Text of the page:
Careful meteorologic records have now been kept at the open ports for more than five years ; at Che-mul-po, on the Yellow Sea (the seaport of the capital, Soul); at Fusan, to the south; and at Gensan, to the northeast. Stations are needed on the Yellow Sea coast farther to the northward, at the extreme northeast, at points in the interior, and especially at http://www.apartmentsapart.com/ whose weather reports may some day prove as valuable to the Japanese as those from Bermuda would now be to the navigator of the western waters of the Atlantic. All the above mentioned places are easily accessible and doubtless soon will receive attention. In fact, to the navigator of these regions this island of Quelpaert is almost of the importance that Hatteras is to the navigator of our own coast.
As an important factor of Korea’s future prosperity, and one that will enter largely into the determination of her future position among the nations of the east, may be mentioned her mineral resources. These yet remain in an almost undeveloped condition. The most easily accessible deposits and out-croppings, which are worked by the natives in primitive ways, afford evidence of an abundant and varied supply of the useful ores and minerals widely distributed throughout the whole extent of the land. Many localities, moreover, are well known to the people for their especial products. Thus the Phyongyang province, in the northwest, facing China, possesses abundant deposits of coal, iron, and lime. Samples of this coal, which is but little used by the people, were collected several years ago from twelve different localities, and I remember that some of the Phyong-yang gatherings were tested on board the U. S. S. Alert, but were found to have suffered so greatly from exposure to the weather as to be comparatively valueless, even for experimental purposes.
March 25th, 2013
We clambered up to the first shelf of the forest floor and set out through steamy jungle and over razor-backed ridges. We all wore heavy boots, gloves, and protective clothing—no bare arms or legs. Saw-toothed pandanus leaves slashed at us; sharp, loose limestone rolled under our feet. The Palauan poison tree, whose black sap blisters skin and swells eyes shut, menaced us constantly.
We went heavy-laden: In addition to our camera gear, lunches, spare clothing, and technical supplies, we carried nine diving tanks, at 37 pounds apiece, and a four-man inflatable rubber boat weighing 50 pounds.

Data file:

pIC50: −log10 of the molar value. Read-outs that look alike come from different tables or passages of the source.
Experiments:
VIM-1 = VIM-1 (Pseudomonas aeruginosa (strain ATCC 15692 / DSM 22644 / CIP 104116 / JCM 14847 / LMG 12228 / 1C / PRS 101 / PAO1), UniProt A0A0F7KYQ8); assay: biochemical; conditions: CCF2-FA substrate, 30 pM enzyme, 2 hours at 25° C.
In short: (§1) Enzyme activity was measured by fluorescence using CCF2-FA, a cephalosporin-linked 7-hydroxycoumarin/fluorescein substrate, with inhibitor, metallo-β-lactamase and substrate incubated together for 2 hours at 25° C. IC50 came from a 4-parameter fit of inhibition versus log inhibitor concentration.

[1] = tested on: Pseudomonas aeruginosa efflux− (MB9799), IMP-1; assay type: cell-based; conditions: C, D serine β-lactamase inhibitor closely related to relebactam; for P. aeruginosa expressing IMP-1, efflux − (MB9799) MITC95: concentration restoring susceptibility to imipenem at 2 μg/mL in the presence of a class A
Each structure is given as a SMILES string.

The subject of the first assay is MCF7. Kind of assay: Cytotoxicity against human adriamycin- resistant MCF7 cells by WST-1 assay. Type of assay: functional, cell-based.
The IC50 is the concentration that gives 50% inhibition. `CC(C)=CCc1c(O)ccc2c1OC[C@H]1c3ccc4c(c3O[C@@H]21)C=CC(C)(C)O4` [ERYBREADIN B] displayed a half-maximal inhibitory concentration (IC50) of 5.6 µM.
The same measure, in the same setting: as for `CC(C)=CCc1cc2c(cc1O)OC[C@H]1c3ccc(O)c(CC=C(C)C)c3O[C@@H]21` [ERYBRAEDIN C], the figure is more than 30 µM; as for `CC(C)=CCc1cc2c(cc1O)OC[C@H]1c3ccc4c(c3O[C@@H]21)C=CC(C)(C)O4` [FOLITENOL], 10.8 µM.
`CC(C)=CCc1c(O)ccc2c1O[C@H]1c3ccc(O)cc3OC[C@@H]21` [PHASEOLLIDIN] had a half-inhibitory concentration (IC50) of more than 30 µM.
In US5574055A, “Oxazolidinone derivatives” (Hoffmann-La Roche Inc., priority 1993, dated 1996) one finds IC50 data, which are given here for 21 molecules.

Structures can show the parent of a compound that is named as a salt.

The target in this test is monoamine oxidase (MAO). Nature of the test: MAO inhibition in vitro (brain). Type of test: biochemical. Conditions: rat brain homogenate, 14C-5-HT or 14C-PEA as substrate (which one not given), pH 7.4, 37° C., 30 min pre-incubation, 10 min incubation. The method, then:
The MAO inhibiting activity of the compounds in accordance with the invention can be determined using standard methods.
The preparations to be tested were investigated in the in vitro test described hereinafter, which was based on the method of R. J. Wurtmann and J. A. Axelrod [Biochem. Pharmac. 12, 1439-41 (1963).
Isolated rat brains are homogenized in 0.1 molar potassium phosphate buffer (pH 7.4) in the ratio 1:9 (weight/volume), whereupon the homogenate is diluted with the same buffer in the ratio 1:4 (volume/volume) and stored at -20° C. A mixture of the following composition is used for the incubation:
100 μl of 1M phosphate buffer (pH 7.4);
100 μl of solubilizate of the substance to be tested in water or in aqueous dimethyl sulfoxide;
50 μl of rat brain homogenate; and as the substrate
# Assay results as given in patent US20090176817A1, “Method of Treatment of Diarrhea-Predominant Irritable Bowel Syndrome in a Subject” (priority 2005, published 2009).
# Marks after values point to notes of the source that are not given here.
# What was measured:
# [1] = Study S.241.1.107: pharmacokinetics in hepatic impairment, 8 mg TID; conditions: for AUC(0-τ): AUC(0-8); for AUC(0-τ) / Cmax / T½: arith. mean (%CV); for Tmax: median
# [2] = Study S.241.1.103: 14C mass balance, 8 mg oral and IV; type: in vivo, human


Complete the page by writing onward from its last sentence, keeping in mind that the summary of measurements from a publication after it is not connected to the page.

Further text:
At last, drenched with sweat and streaked with dirt, we stumbled down to the shore of the lake, bordered with spectral mangrove roots. Pulling off our boots, we jumped fully clothed into the cooling water.
Black looks greeted the query, “Who’s going back for the second load?”
With all the gear assembled, we paddled our rubber boat into open water. Wary of saltwater crocodiles, we slapped the surface with our oars, making lots of noise. If any crocodiles lived there, the racket would pique their curiosity: In isolation they are quite unafraid of man. No reptilian snouts breached the still surface. How nice! We returned to shore and put on our diving gear.
In the center of the lake, we dropped slowly down the boat’s anchor line. At the surface the water was blue, clear, and cool—sweet to the taste. Recent rainwater floated above the salt.
A few feet deeper and the water shone bright green with algae. Lower still, and abruptly the water turned bright red, brilliant magenta, then black! In the dark we turned on our lights: The water here actually was quite clear, but no daylight reached it, though we were only ten feet below the surface. The algae and reddish material above us had totally absorbed all the sunlight.
We sank deeper into the dark clear water. Warning bells rang in my brain! The air from my regulator began to taste like rotten eggs. We had reached anoxic water, where oxygen was absent, replaced by dissolved hydrogen sulfide. This deadly gas was creeping into our mouths and into our face masks through the seals around the edges, and through my mustache where the mask didn’t fit tightly.
We headed quickly for the top, through the red, green, and blue layers, gulping fresh air when we broke the surface. We were still healthy, but the brass fittings on our diving gear had turned black, tarnished in the sulfide waters. We had plunged into a weird chemical vat, where hydrogen atoms reduce carbon compounds to methane, sulfur compounds to hydrogen sulfide, and nitrogen compounds to ammonia—gases all highly toxic to oxygen-dependent organisms.
Only bacteria can live in these primordial waters: They derive energy from biochemical processes that don’t involve oxygen. Adapted to a planktonic existence, they float in delicate balance just at the lower limit of oxygenated waters. They occur in such dense concentrations that the pigment in the bacterial cells tints the water a brilliant red.